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Medical Management of COVID-19

Last Updated: April 30, 2020


The University of North Carolina at Chapel Hill (UNC-CH) School of Medicine’s Medical Management of COVID-19 Course was originally created to prepare students to re-enter the clinical setting knowledgeable about COVID and equipped with clinical skills to deliver care in an evolving health care system. The UNC-CH School of Medicine (SOM) has partnered with NC Area Health Education Centers (NC AHEC) to create a flexible program for an interprofessional audience, that includes current healthcare professionals as well as health professional students. Educators can choose to use all or parts of the topics and activities. 
The entire course can be delivered virtually and includes various virtual modalities including recorded speakers, small group activities, readings, modules, and reflective writing. In the original design, participants attended synchronous lectures 1-2 times per week and virtual small group sessions. Faculty can review these taped recordings and engage students in discussion questions aimed to elicit thinking about their roles in their specific profession and also how teamwork through interprofessional practice can enhance health. This course content was developed in late March 2020. Given the rapid pace of discovery around COVID-19, it is imperative to review the latest recommendations from leading organizations (CDC, NIH, etc.) and update content as indicated and to best suit the needs of one’s learners. 

In the basic science component, students will learn about the virology, pathogenesis and impact of the SARS-CoV-2 virus on the host immune response. The basic science section provides foundational knowledge about the clinical manifestations, progression of the illness, laboratory and image findings of COVID-19 as well as vaccine development and treatment clinical trials. Participants will gain a robust understanding of current recommendations for triage, evaluation, outpatient, inpatient and ICU management and treatment of COVID-19 infections with attention to special subpopulation management (pregnancy, pediatrics, geriatrics, comorbidities, low resource settings). The course will prompt participants to explore the broader social and economic impact of the virus on various populations. Participants will examine the public health implications of the pandemic and the allocation of resources (PPE, ventilators, healthcare providers, hospital beds), and will explore the various methods of patient encounters during a time of ‘social distancing’ as well as sustained implementation of these strategies. The virtual care components of this elective provide skills in virtual care, triage, and patient education. The COVID-19 course emphasizes personal wellness; participants are encouraged to build a weekly schedule for wellness activities and reflect upon their own wellness goals.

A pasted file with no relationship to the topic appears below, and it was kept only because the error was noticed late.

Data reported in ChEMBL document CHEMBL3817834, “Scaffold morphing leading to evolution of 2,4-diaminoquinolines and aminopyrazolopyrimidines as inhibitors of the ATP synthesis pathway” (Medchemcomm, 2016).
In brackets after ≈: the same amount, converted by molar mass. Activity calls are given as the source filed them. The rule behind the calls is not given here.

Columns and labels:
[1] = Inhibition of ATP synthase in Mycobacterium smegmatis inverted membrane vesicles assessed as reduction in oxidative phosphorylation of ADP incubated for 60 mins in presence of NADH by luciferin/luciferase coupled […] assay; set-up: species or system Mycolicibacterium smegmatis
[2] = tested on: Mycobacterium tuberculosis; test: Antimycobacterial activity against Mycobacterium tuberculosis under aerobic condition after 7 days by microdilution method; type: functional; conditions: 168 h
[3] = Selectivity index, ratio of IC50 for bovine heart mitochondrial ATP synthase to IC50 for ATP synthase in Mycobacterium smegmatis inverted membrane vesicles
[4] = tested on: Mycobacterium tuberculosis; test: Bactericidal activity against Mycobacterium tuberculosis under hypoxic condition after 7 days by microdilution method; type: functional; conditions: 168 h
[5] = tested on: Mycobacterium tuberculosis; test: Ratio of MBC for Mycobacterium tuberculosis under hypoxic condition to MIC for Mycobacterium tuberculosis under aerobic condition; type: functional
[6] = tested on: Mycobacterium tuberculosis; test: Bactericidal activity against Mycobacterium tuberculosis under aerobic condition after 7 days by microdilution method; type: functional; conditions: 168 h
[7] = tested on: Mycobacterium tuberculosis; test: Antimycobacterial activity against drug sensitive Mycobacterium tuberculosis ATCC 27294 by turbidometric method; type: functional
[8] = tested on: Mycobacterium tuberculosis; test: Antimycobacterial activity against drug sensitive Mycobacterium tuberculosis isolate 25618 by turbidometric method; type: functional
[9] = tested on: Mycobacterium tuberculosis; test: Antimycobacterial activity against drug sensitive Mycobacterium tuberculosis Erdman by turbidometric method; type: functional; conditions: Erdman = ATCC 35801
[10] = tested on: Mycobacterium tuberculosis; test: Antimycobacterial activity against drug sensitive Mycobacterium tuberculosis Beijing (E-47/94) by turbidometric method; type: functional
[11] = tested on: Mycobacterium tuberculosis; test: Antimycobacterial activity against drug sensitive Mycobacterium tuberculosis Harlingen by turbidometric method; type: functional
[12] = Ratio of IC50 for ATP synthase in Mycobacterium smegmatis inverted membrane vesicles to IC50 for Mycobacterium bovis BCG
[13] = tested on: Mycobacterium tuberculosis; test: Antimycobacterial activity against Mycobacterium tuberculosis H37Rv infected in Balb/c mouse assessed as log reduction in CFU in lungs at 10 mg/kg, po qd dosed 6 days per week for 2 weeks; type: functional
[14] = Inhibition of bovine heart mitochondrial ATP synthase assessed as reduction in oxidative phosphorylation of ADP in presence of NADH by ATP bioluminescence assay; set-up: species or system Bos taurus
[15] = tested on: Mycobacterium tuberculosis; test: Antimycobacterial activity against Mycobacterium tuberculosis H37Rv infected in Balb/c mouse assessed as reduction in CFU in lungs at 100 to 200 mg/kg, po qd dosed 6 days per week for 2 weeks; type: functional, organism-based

The final component of the original SOM COVID-19 course included an emphasis on service learning and community engagement. To fulfill this component, the UNC-CH SOM partnered with the UNC Office of Interprofessional Education and Practice to form the Carolina COVID-19 Service Corps (CSSC). Carolina CSSC is an interprofessional service-learning program that increases the capacity of health professions students to address the needs of health systems and communities across NC. As part of the original course, students were asked to complete 2 hours of service per week (8 hours total) through the Carolina CSSC. Elements of the course draw upon work from national partners (including Harvard Medical School and Columbia University Irving Medical Center). Attributions are noted within the course content and associated links.


Sarah Smithson, MD MPH, University of North Carolina School of Medicine (Sarah_Smithson@med.unc.edu)
Johanna Foster, MPA, University of North Carolina School of Medicine
Stephen Bogdewic, PhD, University of North Carolina School of Medicine